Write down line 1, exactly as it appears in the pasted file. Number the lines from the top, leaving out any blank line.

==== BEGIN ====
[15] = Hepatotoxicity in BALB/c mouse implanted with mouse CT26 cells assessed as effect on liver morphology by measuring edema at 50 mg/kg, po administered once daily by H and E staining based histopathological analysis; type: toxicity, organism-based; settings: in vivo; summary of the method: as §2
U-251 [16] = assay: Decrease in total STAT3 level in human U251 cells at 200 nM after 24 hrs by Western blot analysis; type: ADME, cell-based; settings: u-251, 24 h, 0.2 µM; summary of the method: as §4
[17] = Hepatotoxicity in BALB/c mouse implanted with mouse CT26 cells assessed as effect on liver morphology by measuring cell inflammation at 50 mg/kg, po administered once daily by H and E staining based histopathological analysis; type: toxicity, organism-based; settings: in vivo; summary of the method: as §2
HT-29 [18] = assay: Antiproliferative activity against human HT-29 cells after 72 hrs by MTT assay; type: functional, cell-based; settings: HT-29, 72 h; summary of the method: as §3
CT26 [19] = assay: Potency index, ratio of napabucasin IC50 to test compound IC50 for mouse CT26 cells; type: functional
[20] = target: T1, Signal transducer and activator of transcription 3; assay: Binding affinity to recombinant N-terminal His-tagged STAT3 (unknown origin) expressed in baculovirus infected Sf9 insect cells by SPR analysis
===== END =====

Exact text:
[15] = Hepatotoxicity in BALB/c mouse implanted with mouse CT26 cells assessed as effect on liver morphology by measuring edema at 50 mg/kg, po administered once daily by H and E staining based histopathological analysis; type: toxicity, organism-based; settings: in vivo; summary of the method: as §2